At Cambridge, Rachel consolidated the engineering skills she had absorbed in her father’s workshop and added theoretical knowledge to practical experience, but, in common with other female students at the time, she was barred from becoming a full member of the university, which made her ineligible for a degree.(1)
Rachel was in northeast England when war broke out in August 1914. When her brother joined the Royal Field Artillery the following month, she took his place as a director on the board of the Heaton Works. For much of the war, Rachel had a hands-on role at the works, where she took charge of the growing cohort of female employees, hired to take the place of fighting men. Among other crucial jobs, the women at Heaton made the searchlight equipment to produce ‘the beautiful beams of light travelling over the sky in the search for Zeppelin and aircraft’.(2)
By the second year of the war, the need for more munitions workers had become acute. More than two million men had joined the armed forces and the military authorities were pressing for more, while a huge increase in the supply of war materials was urgently required. When a Ministry of Munitions was established under David Lloyd George, Rachel Parsons joined the training department, instructing thousands of women in the factories of Tyneside to perform a multitude of mechanical tasks. The women did everything from assembling aircraft parts to installing electrical wiring on battleships. While some excelled at intricate tasks requiring the highest degree of precision and accuracy, others were involved in physically demanding aspects of shell production, ‘working hydraulic presses, guiding huge overhead cranes, lifting the molten ingots, fitting the tools in the machines, inspecting and gauging, painting the finished shell cases’.(3) Some 800,000 women were recruited into Britain’s engineering works during the war, reflecting a much larger increase of female employees than in any other trade or profession.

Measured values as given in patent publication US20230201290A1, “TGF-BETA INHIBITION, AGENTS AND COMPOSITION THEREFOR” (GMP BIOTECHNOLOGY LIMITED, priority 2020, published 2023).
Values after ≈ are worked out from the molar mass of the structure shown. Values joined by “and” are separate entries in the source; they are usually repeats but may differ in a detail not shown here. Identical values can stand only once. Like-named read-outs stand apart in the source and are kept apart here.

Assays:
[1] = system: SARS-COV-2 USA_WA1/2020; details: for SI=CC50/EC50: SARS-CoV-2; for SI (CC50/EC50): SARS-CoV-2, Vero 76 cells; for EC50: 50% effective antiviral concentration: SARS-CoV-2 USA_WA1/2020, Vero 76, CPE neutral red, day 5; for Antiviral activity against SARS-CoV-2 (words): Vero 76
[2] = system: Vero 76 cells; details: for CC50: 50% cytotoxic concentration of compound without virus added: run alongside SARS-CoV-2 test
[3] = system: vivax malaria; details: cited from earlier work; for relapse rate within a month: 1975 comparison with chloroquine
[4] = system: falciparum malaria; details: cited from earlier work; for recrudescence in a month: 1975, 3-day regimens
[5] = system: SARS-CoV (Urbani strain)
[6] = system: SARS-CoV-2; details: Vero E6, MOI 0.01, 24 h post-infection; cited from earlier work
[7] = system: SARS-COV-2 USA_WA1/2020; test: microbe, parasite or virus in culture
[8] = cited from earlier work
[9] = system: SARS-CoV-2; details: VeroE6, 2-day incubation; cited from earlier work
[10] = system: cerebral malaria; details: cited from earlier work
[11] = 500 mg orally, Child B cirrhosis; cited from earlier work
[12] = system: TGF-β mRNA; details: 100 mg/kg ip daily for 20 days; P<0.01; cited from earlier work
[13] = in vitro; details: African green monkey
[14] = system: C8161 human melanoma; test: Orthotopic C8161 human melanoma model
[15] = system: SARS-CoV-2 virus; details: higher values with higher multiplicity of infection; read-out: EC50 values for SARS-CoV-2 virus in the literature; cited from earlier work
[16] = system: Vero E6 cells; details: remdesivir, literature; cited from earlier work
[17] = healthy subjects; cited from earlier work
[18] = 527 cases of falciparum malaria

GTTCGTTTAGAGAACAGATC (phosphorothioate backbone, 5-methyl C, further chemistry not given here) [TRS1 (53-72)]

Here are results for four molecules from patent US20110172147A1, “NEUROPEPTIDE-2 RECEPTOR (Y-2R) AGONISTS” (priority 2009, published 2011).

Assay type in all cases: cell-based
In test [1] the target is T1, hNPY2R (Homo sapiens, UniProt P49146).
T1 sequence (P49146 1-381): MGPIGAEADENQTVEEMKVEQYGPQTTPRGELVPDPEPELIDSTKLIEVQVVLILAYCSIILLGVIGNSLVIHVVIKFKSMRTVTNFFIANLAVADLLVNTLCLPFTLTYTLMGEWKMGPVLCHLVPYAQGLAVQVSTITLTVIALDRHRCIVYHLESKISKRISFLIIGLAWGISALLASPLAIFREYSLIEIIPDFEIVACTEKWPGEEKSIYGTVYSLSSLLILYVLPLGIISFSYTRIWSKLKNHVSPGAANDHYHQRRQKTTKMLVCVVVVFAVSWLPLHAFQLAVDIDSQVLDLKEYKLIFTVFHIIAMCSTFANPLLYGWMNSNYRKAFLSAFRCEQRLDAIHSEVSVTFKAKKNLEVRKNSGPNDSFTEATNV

Lloyd George, meanwhile, had struck an infamous deal with the engineering trade unions. To persuade them to accept the ‘dilution’ of labour – the entry of unskilled workers of both sexes into jobs traditionally held by skilled men – he agreed that, when the war ended, all women in engineering would be obliged to give up their jobs to men unless they worked for firms that had employed women before the war. This became law in 1919 as the Restoration of Pre-War Practices Act.
Several important victories in female emancipation were achieved at this time. Women over 30 were given the vote; those over 21 were allowed to stand for Parliament; and the Sex Disqualification (Removal) Act allowed women entry to certain professions, such as medicine and the law. But those who wanted to be engineers – even those who had made victory possible – found doors slammed in their faces. The trade unions were intransigent in their refusal to admit women, making it virtually impossible for them to get jobs in the profession.(4)